The use of ozonization systems such as those described in the preceding paragraph may be optimized by the use of a continuous monitoring system which monitors the level of ozone in the reservoir 12. This will avoid unpleasant odors and environmental hazards arising from excess ozone levels, and also maintain an effective ozone level to assure continuous disinfectant activity. A closed loop monitoring and control system (not shown in the drawing), may therefore be included. Such a system may include a device for continuously or periodically monitoring the level of dissolved ozone in the reservoir 12, or in the portion of the side stream 42 close to the point where the stream leaves the reservoir, the device generating a signal representative of the ozone level to a controller which compares the signal to a set point and sends an appropriate signal to the ozone generator 50 to control the voltage and hence the rate of ozone conversion. The monitoring device may be of any suitable mechanism or principle. Examples include instruments operating under the principle of potassium iodide oxidation, instruments utilizing polarographic determinations, and instruments measuring oxidation-reduction potential. All such instruments are known among those skilled in the art and various instruments of this type are commercially available.
For systems which include ozonization in addition to the chemical filtration unit, it is advisable to take steps to remove ozone from the water stream flowing toward the filtration unit. This will avoid chemical degradation of the filtration membrane by the ozone.
Ozone removal may be achieved by any of the conventional systems known in the art. In the system shown in the drawing, ozone removal from the chemical filtration side stream 16 is achieved by an ozone destruction unit 54 positioned immediately downstream of the point where the stream is drawn from the reservoir 12. Examples of units which serve this function are filters and fixed beds of particles of materials which absorb ozone or promote its conversion to oxygen. Specific examples are activated carbon and manganese dioxide. One example of a commercial product among many which can be used is CARULITE 200, a product of Carus Chemical, Cincinnati, Ohio. Ozone destruction may also be achieved by sodium sulfite (NaSO3) injection.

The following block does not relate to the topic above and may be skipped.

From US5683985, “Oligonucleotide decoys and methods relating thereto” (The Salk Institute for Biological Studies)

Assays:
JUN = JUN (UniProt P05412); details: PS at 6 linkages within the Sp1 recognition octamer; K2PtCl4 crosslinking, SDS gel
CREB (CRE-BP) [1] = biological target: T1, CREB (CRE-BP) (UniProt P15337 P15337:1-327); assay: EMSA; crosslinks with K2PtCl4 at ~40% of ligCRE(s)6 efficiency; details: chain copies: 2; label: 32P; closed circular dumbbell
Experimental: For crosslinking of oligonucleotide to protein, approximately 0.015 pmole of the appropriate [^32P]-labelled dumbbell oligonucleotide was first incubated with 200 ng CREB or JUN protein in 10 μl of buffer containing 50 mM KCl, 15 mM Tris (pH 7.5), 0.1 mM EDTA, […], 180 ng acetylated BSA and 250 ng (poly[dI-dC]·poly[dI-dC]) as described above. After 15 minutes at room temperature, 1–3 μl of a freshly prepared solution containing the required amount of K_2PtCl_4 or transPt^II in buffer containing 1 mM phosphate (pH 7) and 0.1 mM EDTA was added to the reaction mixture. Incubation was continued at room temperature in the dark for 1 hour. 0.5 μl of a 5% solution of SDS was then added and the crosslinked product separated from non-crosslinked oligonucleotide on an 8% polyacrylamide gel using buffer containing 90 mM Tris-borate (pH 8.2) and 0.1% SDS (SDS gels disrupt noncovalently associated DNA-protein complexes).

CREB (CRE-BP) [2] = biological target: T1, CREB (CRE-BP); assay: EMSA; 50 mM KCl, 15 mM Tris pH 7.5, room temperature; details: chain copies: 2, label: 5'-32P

The foregoing is offered primarily for purposes of illustration, with an emphasis on preferred embodiments. Various modifications and substitutions still within the spirit and scope of the invention will be readily apparent to those skilled in the art.
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|U.S. Classification||210/195.1, 210/202, 210/259, 210/321.6, 210/295, 210/257.1, 210/196, 210/199, 210/323.1, 210/203|
|International Classification||C02F1/78, C02F9/00, C02F1/28|
|Cooperative Classification||C02F1/56, C02F1/283, C02F1/281, C02F2103/023, C02F2301/046, C02F2303/18, C02F9/00, C02F1/78, C02F1/441, C02F1/44, C02F1/444, C02F2103/42, C02F2301/043|
|Sep 29, 1995||FPAY||Fee payment|
Year of fee payment: 4
|Jul 18, 1997||AS||Assignment|
Owner name: LEE AND ELIZABETH DITZLER, CALIFORNIA
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Effective date: 19970626
|Aug 30, 1999||FPAY||Fee payment|
Year of fee payment: 8
|Nov 19, 2003||FPAY||Fee payment|
Year of fee payment: 12
|Nov 24, 2004||AS||Assignment|
|Jun 11, 2008||AS||Assignment|
Owner name: PURFRESH, INC., CALIFORNIA
Free format text: CHANGE OF NAME;ASSIGNOR:NOVAZONE INCORPORATED;REEL/FRAME:021076/0306
Effective date: 20071119
|Oct 22, 2008||AS||Assignment|
Owner name: PURFRESH, INC., CALIFORNIA
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Effective date: 20080911